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    I mean that the Byzantine textform better meets the greater criteria of number, age, historicity, geography, agreement, credibility, and internal considerations of context and is thus more likely to reflect the autographal textform.

    And I distinguish it from KJVOnly by the fact that I, and Byzantine Priority, proponents are not KJVOnly. We prefer bibles translated from the Byzantine textform.

    As to TROnly, I have to ask the same question I ask KJVOs, "Which TR?" There are over 30 of them, all different. The TR is one representative of the Byzantine textform but it is by no means the most accurate or most reliable.
     
  12. TCassidy

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    Which TR? Erasmus's 1516 certainly wasn't. Nor were most of the 16th century editions. Scrivener's 1894 TR certainly was.
     
  13. TCassidy

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    Sorry, but that is not even close to being accurate. The modern methods of textual criticism did not even exist until first formulated by Johann Bengel in 1725. And, of course, textual criticism is not used in manuscripts, it is used to form texts.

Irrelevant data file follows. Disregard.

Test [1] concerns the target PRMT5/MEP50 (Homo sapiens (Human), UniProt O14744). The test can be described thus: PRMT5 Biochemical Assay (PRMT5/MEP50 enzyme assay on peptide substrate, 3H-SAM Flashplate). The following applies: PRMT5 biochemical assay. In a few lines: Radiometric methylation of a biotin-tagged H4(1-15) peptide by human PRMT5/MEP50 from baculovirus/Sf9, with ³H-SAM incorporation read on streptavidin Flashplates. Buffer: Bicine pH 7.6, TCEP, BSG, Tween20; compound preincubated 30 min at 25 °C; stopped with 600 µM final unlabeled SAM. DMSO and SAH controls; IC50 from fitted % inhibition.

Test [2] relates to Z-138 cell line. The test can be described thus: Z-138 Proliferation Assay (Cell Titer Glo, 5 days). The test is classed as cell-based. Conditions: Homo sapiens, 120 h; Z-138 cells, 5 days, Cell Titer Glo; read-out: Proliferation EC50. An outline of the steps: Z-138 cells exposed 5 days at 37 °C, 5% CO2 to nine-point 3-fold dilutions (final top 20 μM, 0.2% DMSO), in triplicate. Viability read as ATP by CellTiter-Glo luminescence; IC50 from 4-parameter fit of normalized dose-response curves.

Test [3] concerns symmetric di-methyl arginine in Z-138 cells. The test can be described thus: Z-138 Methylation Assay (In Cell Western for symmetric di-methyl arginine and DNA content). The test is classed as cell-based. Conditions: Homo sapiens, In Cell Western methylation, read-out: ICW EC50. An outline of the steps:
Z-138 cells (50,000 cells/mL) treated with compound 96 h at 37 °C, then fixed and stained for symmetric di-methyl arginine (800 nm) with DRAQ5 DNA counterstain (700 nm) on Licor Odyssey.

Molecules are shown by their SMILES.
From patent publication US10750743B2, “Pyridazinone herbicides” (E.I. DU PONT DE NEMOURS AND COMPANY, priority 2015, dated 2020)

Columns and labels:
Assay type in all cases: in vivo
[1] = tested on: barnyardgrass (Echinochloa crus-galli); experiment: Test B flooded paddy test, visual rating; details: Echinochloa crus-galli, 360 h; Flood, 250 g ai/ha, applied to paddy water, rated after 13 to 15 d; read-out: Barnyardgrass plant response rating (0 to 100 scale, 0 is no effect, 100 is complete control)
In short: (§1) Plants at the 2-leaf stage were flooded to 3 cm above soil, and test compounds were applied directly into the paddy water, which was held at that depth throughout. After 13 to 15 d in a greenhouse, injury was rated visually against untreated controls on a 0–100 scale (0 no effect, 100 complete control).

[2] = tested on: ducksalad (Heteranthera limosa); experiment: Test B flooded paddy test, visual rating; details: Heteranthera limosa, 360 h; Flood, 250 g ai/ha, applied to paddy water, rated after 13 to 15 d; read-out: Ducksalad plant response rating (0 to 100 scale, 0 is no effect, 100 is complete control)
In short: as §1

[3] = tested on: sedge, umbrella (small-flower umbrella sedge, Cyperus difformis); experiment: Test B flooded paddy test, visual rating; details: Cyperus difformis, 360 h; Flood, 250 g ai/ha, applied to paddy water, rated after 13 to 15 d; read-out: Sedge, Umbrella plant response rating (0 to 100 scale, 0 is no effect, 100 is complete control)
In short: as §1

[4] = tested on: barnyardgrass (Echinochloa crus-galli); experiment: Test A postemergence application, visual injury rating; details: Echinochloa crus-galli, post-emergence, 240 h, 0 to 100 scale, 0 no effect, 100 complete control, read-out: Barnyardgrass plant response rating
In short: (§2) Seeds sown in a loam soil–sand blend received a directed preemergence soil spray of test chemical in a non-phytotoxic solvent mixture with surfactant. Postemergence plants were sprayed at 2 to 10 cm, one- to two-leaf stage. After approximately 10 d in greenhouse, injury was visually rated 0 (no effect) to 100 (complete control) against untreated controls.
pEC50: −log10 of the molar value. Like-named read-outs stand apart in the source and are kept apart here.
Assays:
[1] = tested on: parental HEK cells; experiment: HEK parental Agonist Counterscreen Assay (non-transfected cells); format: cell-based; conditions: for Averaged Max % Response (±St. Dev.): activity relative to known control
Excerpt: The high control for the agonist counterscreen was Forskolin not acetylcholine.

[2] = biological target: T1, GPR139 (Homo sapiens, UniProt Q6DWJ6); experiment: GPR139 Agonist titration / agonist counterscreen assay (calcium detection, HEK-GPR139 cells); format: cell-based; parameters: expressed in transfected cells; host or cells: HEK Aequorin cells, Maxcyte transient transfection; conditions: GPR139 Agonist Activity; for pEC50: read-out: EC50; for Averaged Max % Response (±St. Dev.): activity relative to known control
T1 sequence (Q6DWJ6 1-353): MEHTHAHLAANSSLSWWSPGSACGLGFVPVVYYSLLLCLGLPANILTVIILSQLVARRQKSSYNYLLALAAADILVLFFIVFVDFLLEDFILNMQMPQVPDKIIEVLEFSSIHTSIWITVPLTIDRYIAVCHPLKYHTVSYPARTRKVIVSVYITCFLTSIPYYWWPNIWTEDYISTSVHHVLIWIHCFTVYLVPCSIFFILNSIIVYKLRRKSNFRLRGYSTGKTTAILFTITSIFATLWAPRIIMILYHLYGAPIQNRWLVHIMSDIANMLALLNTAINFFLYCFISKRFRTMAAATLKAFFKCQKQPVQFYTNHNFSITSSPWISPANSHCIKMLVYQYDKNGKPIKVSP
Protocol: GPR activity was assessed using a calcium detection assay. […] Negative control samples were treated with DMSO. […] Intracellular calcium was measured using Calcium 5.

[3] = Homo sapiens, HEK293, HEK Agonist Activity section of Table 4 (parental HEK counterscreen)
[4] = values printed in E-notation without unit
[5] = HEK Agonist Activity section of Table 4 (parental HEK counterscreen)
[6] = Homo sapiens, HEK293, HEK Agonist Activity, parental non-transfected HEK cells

14. mesly

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    In your opinion, which Byzantine textform is the most accurate and reliable? Is there an English translation of that textform?

    Thanks.
     
  15. gb93433

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    What evidence is there to support that a later text is more accurate then an earlier text considering the fact that all texts originated from one source and then copied and copied and copied. What evidence is there to support the idea that the later Byzantine text is the most accurate text and why?
     
  16. Anti-Alexandrian

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    Read Acts to find out where Paul got the word of God used on his missionary trips.
     
  17. TCassidy

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    There is only one Byzantine textform, made up of over 5,000 manuscripts, and manifesting itself in about 35 printed texts including the 30+ TRs and the 2 Majority Texts currently available.
     
  18. TCassidy

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    There is little (or no) evidence that says the later (Alexandrian) text is more accurate than the earlier (Byzantine) text. In fact the evidence points in exactly the opposite direction, that the earlier, Byzantine, text is superior to the later, Alexandrian, text.
    You seem confused. The Byzantine textform is the earlier and the Alexandrian is the later. And the most telling evidence of Byzantine superiority has already been posted in my earlier response. [​IMG]
     
  19. Phillip

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    Maybe I asked this question before, but I'll ask it again, because I either forgot or cannot find the answer.

    Are there any good translations in English that DO use the Byzantine textform or the Majority Texts (not necessarily the TR in the NKJV, etc.)?
     
  20. TCassidy

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    Yes, several. LITV, KJ2000, TMB, WEB, and several others. All excellent translations.